How I Stopped Being Afraid of Gloves…and Why You Should Too

Okay, I’ve been knitting for thirty-plus years, and have long prided myself on being able to make anything I choose (though whether I choose to make anything is always a given). This philosophy, by the way, has carried me through my rejection of a number of other, often more lucrative, career choices. You do what it takes to get by.

Anyhow. Gloves. I’ve come to a time in my life, with the younglings and all, when gloves are more practical than mittens. Fingerless gloves are even more practical, but regular gloves are still useful, and warmer than having my fingers out in this teeth-cracking cold. But I always looked at all those fingers and thought, yeah, I’ll never pull that off. Though I get how to knit in the round on doublepoints, and have even done it many times, I just couldn’t picture how that would happen. And even if I could stand it, wouldn’t it be tedious, especially in sock yarn? Most things are tedious using sock yarn. I see fingering yarn and size-0 needles, and I admit it, my eyes glaze over. The chances of my finishing the things were somewhere between nil and nada.

I was wrong. It’s easy if you can already knit in the round on DPNs. Here’s how you can do it too.

1. You’ll need a set of six double-points, and having a full range of sizes on hand may save time. Knit Picks DPN sets are great for this. With gloves, you need to make row and stitch gauge. Otherwise, they’ll be too long. This tip courtesy of Becky Herrick. You wouldn’t think a quarter-millimeter matters. It does. Do a swatch. My pattern called for 2 mm needles and I finally landed on 3 mm needles. I knit tightly.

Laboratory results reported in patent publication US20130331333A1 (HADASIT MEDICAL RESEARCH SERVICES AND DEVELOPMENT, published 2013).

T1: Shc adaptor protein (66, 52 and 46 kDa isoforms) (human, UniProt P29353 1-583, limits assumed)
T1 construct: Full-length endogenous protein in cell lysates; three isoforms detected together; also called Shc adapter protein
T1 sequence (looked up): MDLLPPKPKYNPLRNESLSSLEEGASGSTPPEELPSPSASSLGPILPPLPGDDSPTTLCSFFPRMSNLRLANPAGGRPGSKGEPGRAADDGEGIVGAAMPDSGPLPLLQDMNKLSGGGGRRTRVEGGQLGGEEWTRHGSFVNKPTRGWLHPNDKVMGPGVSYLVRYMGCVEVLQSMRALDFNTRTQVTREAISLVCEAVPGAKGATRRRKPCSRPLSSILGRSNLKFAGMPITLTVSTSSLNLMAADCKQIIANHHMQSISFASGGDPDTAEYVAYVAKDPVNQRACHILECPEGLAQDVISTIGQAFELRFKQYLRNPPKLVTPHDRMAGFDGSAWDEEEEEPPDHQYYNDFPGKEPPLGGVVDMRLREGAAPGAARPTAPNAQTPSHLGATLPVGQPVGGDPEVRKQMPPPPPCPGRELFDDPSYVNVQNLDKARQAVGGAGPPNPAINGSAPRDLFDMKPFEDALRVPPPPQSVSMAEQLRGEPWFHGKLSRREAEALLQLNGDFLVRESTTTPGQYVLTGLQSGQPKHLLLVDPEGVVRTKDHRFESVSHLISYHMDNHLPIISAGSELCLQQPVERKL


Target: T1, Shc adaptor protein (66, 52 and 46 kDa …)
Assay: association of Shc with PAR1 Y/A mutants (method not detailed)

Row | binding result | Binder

2. You’ll need large and small stitch holders, and/or needle point protectors because while you knit the fingers, you need to have the hand stitches on hold at the front and back. It’s easier to keep those stitches on 2 of the 6 DPNs and knit off of them as needed, and then use the other four DPNs to knit whichever finger. If you cover your points, you won’t be cursing the dropped stitches after you tried the gloves on. Short circs in the right size work also.

You can see the held stitches at the knuckle and the needles on the ring finger in progress.

3. Follow the pattern one step at a time. True of all knitting, but especially true when there are a lot of steps. These are just like mittens until you get to the knuckle, and then you knit the fingers from the pinky inward, doing the thumb last.

4. Take a lot of measurements to make sure they’ll fit. There’s less margin of error with gloves because the fingers have to fit individually. Measure each finger for length, measure the hand around at the knuckles, and measure the side of the hand between the wrist and pinky. Measure the fingers as you knit.

5. Don’t worry if at times, the project resembles a grumpy porcupine while you’re knitting the fingers. That’s normal. Try to keep the stitches reasonably snugged up at the joins, especially where you cast on for the between-fingers stitches, and just carry on until the finger stitches lift up and away from the hand. It will only take a few rows.

Held stitches at the palm and thumb with waste yarn.